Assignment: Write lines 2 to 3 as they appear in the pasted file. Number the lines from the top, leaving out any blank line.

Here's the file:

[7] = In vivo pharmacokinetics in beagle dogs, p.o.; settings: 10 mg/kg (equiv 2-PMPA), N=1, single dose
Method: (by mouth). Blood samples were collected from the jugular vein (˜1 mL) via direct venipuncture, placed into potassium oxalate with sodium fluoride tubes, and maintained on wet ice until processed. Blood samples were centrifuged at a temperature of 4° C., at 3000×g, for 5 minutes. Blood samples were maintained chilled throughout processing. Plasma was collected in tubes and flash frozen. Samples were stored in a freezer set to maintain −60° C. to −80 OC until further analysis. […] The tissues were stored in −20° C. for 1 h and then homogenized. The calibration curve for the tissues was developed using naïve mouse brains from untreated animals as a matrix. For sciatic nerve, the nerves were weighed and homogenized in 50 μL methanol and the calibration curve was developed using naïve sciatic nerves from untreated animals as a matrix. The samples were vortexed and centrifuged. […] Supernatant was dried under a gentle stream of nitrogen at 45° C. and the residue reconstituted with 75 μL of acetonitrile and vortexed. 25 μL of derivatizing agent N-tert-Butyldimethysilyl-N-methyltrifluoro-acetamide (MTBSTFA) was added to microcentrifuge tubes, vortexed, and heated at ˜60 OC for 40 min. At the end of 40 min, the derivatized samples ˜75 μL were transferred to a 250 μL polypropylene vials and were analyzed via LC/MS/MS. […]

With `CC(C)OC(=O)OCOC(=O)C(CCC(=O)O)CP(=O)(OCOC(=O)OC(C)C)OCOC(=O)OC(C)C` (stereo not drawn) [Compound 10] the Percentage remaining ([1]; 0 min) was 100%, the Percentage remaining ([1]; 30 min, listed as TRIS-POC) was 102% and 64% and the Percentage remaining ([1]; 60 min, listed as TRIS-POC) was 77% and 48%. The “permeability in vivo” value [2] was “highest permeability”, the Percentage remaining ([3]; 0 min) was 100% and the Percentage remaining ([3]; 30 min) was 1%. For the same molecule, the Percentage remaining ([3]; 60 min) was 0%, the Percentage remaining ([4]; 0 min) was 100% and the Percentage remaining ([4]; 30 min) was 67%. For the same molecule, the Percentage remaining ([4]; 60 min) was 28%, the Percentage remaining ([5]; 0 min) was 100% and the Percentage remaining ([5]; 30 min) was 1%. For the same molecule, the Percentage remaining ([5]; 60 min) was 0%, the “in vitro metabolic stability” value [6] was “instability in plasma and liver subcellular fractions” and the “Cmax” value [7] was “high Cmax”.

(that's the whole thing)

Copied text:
Method: (by mouth). Blood samples were collected from the jugular vein (˜1 mL) via direct venipuncture, placed into potassium oxalate with sodium fluoride tubes, and maintained on wet ice until processed. Blood samples were centrifuged at a temperature of 4° C., at 3000×g, for 5 minutes. Blood samples were maintained chilled throughout processing. Plasma was collected in tubes and flash frozen. Samples were stored in a freezer set to maintain −60° C. to −80 OC until further analysis. […] The tissues were stored in −20° C. for 1 h and then homogenized. The calibration curve for the tissues was developed using naïve mouse brains from untreated animals as a matrix. For sciatic nerve, the nerves were weighed and homogenized in 50 μL methanol and the calibration curve was developed using naïve sciatic nerves from untreated animals as a matrix. The samples were vortexed and centrifuged. […] Supernatant was dried under a gentle stream of nitrogen at 45° C. and the residue reconstituted with 75 μL of acetonitrile and vortexed. 25 μL of derivatizing agent N-tert-Butyldimethysilyl-N-methyltrifluoro-acetamide (MTBSTFA) was added to microcentrifuge tubes, vortexed, and heated at ˜60 OC for 40 min. At the end of 40 min, the derivatized samples ˜75 μL were transferred to a 250 μL polypropylene vials and were analyzed via LC/MS/MS. […]

With `CC(C)OC(=O)OCOC(=O)C(CCC(=O)O)CP(=O)(OCOC(=O)OC(C)C)OCOC(=O)OC(C)C` (stereo not drawn) [Compound 10] the Percentage remaining ([1]; 0 min) was 100%, the Percentage remaining ([1]; 30 min, listed as TRIS-POC) was 102% and 64% and the Percentage remaining ([1]; 60 min, listed as TRIS-POC) was 77% and 48%. The “permeability in vivo” value [2] was “highest permeability”, the Percentage remaining ([3]; 0 min) was 100% and the Percentage remaining ([3]; 30 min) was 1%. For the same molecule, the Percentage remaining ([3]; 60 min) was 0%, the Percentage remaining ([4]; 0 min) was 100% and the Percentage remaining ([4]; 30 min) was 67%. For the same molecule, the Percentage remaining ([4]; 60 min) was 28%, the Percentage remaining ([5]; 0 min) was 100% and the Percentage remaining ([5]; 30 min) was 1%. For the same molecule, the Percentage remaining ([5]; 60 min) was 0%, the “in vitro metabolic stability” value [6] was “instability in plasma and liver subcellular fractions” and the “Cmax” value [7] was “high Cmax”.